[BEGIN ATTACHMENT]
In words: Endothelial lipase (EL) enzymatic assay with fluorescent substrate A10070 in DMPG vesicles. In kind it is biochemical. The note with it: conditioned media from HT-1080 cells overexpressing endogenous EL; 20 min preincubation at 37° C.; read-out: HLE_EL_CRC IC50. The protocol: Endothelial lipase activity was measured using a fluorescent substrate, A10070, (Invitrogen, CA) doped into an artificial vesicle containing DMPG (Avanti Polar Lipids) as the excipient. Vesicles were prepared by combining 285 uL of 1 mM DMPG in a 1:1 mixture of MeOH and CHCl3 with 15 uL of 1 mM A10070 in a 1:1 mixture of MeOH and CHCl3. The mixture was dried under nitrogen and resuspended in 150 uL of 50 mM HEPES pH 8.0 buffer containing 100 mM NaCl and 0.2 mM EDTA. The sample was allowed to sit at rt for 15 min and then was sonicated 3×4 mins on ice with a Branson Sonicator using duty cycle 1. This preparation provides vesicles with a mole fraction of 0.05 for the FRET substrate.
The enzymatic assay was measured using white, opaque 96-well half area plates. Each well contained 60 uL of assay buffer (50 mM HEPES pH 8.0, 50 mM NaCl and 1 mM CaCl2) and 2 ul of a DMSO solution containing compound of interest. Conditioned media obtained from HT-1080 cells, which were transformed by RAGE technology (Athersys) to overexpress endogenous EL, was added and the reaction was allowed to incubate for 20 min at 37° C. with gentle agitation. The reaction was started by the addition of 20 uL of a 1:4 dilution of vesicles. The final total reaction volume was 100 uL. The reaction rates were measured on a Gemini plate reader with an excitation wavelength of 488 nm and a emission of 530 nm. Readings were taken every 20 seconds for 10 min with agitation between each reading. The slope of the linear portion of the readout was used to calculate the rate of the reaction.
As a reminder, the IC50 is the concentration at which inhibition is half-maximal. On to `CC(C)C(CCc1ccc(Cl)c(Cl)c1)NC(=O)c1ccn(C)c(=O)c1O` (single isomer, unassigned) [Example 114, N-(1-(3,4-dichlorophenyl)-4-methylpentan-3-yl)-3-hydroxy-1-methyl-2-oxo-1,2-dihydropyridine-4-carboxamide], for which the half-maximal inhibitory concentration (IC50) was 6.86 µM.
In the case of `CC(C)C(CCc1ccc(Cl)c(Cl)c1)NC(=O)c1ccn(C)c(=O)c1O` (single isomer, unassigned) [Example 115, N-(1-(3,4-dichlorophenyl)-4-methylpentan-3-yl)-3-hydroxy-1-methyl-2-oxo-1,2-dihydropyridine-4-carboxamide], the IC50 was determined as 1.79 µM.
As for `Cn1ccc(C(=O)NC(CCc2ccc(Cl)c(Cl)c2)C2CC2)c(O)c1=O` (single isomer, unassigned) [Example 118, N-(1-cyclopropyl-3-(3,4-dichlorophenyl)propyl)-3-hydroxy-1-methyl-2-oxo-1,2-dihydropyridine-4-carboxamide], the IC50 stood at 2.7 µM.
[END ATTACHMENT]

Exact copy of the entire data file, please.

In words: Endothelial lipase (EL) enzymatic assay with fluorescent substrate A10070 in DMPG vesicles. In kind it is biochemical. The note with it: conditioned media from HT-1080 cells overexpressing endogenous EL; 20 min preincubation at 37° C.; read-out: HLE_EL_CRC IC50. The protocol: Endothelial lipase activity was measured using a fluorescent substrate, A10070, (Invitrogen, CA) doped into an artificial vesicle containing DMPG (Avanti Polar Lipids) as the excipient. Vesicles were prepared by combining 285 uL of 1 mM DMPG in a 1:1 mixture of MeOH and CHCl3 with 15 uL of 1 mM A10070 in a 1:1 mixture of MeOH and CHCl3. The mixture was dried under nitrogen and resuspended in 150 uL of 50 mM HEPES pH 8.0 buffer containing 100 mM NaCl and 0.2 mM EDTA. The sample was allowed to sit at rt for 15 min and then was sonicated 3×4 mins on ice with a Branson Sonicator using duty cycle 1. This preparation provides vesicles with a mole fraction of 0.05 for the FRET substrate.
The enzymatic assay was measured using white, opaque 96-well half area plates. Each well contained 60 uL of assay buffer (50 mM HEPES pH 8.0, 50 mM NaCl and 1 mM CaCl2) and 2 ul of a DMSO solution containing compound of interest. Conditioned media obtained from HT-1080 cells, which were transformed by RAGE technology (Athersys) to overexpress endogenous EL, was added and the reaction was allowed to incubate for 20 min at 37° C. with gentle agitation. The reaction was started by the addition of 20 uL of a 1:4 dilution of vesicles. The final total reaction volume was 100 uL. The reaction rates were measured on a Gemini plate reader with an excitation wavelength of 488 nm and a emission of 530 nm. Readings were taken every 20 seconds for 10 min with agitation between each reading. The slope of the linear portion of the readout was used to calculate the rate of the reaction.
As a reminder, the IC50 is the concentration at which inhibition is half-maximal. On to `CC(C)C(CCc1ccc(Cl)c(Cl)c1)NC(=O)c1ccn(C)c(=O)c1O` (single isomer, unassigned) [Example 114, N-(1-(3,4-dichlorophenyl)-4-methylpentan-3-yl)-3-hydroxy-1-methyl-2-oxo-1,2-dihydropyridine-4-carboxamide], for which the half-maximal inhibitory concentration (IC50) was 6.86 µM.
In the case of `CC(C)C(CCc1ccc(Cl)c(Cl)c1)NC(=O)c1ccn(C)c(=O)c1O` (single isomer, unassigned) [Example 115, N-(1-(3,4-dichlorophenyl)-4-methylpentan-3-yl)-3-hydroxy-1-methyl-2-oxo-1,2-dihydropyridine-4-carboxamide], the IC50 was determined as 1.79 µM.
As for `Cn1ccc(C(=O)NC(CCc2ccc(Cl)c(Cl)c2)C2CC2)c(O)c1=O` (single isomer, unassigned) [Example 118, N-(1-cyclopropyl-3-(3,4-dichlorophenyl)propyl)-3-hydroxy-1-methyl-2-oxo-1,2-dihydropyridine-4-carboxamide], the IC50 stood at 2.7 µM.